SOTA summit: N/A
Activation Date: March 18th/19th, 2016
Portable operation: No
Hike in: No
Solo operation: Yes
ATT Coverage: None what so ever
Photos: Copyright Paul Gacek 2016
The Rubicon pulled up next to mine and the driver asked if I was OK. “All good” I replied “and I’m setting up a ham station”. He smiled, chuckled and drove on. Spaced out far enough not to breath trail dust, three more Rubicons drift by slowly with nods and inquiries. As the last disappears the sense of solitude is very real and this definitely feels like the middle of nowhere. After approximately 280 miles, the last 50 or so on dirt roads I’ve arrived in the US’s newest National Park entity; Castle Mountain National Monument. Stopping by at the Barstow NPS office helped me understand the best but longer route here that avoided desert pinstripe on my Jeep that pinyons inflict while guarding overgrown trails. To my surprise I learn that Castle Mountain is a donut shaped park with the centre firmly in the hands of private mining. The journey to this point through Mojave National Preserve passes many abandoned ranches, a few homes most abandoned, some occupied, memorials to rail history and a diversity of terrain that is the center piece of Mojave where three different deserts collide. The journey is the closest I’ve come to recreating an Apollo moonshot where I’m bobbing around in the middle of nowhere entirely reliant on my transport to get me in and out safely!
I’m somewhat underwhelmed by Castle Mountain as I thought it would be distinctly unique and so far I think Mojave is more appealing but in fairness I haven’t made it into the mountain bits of Castle Mountain.
I busy myself with setting up my ham station. Scott, AK6Q made me a device to easily attach my 28 ft Jackite to my trailer hit and I have my SOTA antenna up quickly but it limits me to 25 watts. I’ve brought the Elecraft K2 that I built ages ago and it has a 100 watt amp mated to it.
Time is of the essence and I want to offer Castle Mountain to as many chasers as possible before dusk and the need to find a camp site. Waiting to be spotted can be time-consuming and I elect to use one of my life lines, the sat phone, to call Bob, KB6CIO who has me spotted quickly. Dyslexia kicks in and despite logging Larry, K5RK, many times I write and read back W5RK which probably gave Larry a momentary fright and he’s quick to remind me of the correct call. I have a knack for finding “reserved” frequencies with once finding myself in the midst of three hundred and thirteen pirates and so today I find I’m just on the edge of SSTV “reserved” frequency that someone eventually points out and it’s my cue to try 40m and help the locals. 40m is crowded and without a tuner I try to squeeze into a quiet spot which isn’t so quiet and fortunately William, W6SAN helps me find a new frequency and spots me.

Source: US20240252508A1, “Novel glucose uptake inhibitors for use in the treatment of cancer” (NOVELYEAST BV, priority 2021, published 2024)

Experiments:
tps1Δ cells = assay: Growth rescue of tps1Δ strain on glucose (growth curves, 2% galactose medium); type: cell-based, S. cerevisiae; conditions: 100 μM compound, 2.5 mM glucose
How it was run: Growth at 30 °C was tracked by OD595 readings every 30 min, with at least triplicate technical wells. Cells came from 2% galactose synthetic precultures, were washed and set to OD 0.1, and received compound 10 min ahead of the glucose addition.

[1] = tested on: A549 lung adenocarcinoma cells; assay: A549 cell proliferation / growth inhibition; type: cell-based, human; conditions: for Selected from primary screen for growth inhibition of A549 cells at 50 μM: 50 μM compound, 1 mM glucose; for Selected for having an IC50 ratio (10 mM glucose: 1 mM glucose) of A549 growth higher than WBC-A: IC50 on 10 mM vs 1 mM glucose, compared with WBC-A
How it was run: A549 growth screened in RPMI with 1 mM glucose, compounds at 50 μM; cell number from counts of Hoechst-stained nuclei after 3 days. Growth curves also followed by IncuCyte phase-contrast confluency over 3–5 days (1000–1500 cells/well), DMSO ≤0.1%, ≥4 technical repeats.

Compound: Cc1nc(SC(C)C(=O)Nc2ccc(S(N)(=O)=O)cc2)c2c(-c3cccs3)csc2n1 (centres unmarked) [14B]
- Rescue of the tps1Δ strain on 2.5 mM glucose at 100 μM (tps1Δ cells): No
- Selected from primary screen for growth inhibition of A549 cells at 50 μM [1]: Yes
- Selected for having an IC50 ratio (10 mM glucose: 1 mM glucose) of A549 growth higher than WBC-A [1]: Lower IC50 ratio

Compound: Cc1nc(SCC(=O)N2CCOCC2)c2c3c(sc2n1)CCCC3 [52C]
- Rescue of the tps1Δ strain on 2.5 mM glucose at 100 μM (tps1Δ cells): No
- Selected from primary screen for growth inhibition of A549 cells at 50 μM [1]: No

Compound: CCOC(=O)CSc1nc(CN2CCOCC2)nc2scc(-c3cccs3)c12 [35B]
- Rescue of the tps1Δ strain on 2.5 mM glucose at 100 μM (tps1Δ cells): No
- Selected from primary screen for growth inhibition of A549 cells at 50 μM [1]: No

The late afternoon heat is hotter than I expected and I discover myself in the middle of an unscheduled test to see if the advertising claims that SmartWool clothing is all season. I determine it isn’t and hotter gets even hotter. I really should have been sitting in the Jeep and not outside.
After an hour or so of driving, partly retracing my steps and then along Cedar Canyon Road I arrive in Mid Hills campground. Its really quite a nice place and I back into a camp site and marvel at the picnic table.
Evening operations seem to be a bust and I struggle to get contacts on 40m. All is not lost as the deserts are famous for dark sky star watching and while I’m contending with a full moon and I do manage to find Belatrix, Marik, Rigel, Sirius and other luminaries of different constellations. Feels good and adds to my recreation of an Apollo moonshot.
I slept in the Jeep and occationally wondered why someone was shinning a flashlight onto me but it was just that full moon again. All night I could smell the freshly ground coffee beans I had made the day before and it just added to the bizarreness of the night along with the flashlight moon. While not the most comfortable of places to sleep, it worked. The all night coffee smell eventually morphed into excellent tasting coffee after grinds where introduced to water and my new JetBoil stove.
Fun activations but a lot of driving adding up to around 600 miles!
I was wondering if you were going to find some additional National Parks as I had not seen a post from you recently. Last weekend I passed through Barstow on my way back from the annual “Baker to Vegas” event. Hope you had plenty of water and emergency supplies with you as it sounds like you were quite some distance from “civilization”. Great post again. Enjoyed the details of your set-up.
Very nice story and fantastic photos. Thanks for taking the time to share it.
Hi Paul, another great read and fantastic pictures. Which site do you use for spotting activations in US National Parks? I am interested in listening and potentially chasing NPOTA.
The National Park stuff is really fun with almost 6,500 active chasers and 550 activators. We use any of the clusters to spot (I self spot to DxSummit.fi) and many use a FaceBook group to post spots.
Alerts are posted to http://www.npota.arrl.org.
Would be great to have you as my chaser!!